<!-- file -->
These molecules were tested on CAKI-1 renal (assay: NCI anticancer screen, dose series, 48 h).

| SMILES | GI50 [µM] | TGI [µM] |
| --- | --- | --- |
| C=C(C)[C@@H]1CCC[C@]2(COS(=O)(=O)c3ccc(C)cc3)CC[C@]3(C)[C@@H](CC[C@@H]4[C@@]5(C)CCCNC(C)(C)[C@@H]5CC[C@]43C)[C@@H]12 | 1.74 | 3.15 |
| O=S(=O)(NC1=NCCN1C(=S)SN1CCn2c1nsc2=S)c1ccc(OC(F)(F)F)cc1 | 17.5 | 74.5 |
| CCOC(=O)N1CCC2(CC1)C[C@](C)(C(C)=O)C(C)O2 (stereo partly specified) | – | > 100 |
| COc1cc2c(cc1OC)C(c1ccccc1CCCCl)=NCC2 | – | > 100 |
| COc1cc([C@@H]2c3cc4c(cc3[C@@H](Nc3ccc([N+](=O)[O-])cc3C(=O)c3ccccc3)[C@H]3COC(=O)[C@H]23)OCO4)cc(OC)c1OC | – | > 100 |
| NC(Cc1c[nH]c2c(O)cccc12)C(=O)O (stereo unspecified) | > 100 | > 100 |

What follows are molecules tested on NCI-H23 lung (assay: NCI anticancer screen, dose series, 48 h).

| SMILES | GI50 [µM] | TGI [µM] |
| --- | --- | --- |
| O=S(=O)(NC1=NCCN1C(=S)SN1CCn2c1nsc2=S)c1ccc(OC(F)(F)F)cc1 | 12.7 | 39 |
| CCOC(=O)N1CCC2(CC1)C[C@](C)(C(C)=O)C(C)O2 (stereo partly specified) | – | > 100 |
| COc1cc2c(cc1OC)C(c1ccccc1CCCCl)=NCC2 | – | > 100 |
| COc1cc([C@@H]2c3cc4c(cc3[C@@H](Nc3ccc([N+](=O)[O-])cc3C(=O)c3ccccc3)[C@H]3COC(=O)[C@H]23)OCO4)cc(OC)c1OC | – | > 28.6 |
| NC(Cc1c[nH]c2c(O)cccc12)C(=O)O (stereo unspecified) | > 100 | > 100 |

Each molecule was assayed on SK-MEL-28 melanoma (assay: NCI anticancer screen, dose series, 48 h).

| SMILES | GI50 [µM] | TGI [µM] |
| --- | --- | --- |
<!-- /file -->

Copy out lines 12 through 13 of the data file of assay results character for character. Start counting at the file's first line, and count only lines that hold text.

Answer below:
| --- | --- | --- |
| O=S(=O)(NC1=NCCN1C(=S)SN1CCn2c1nsc2=S)c1ccc(OC(F)(F)F)cc1 | 12.7 | 39 |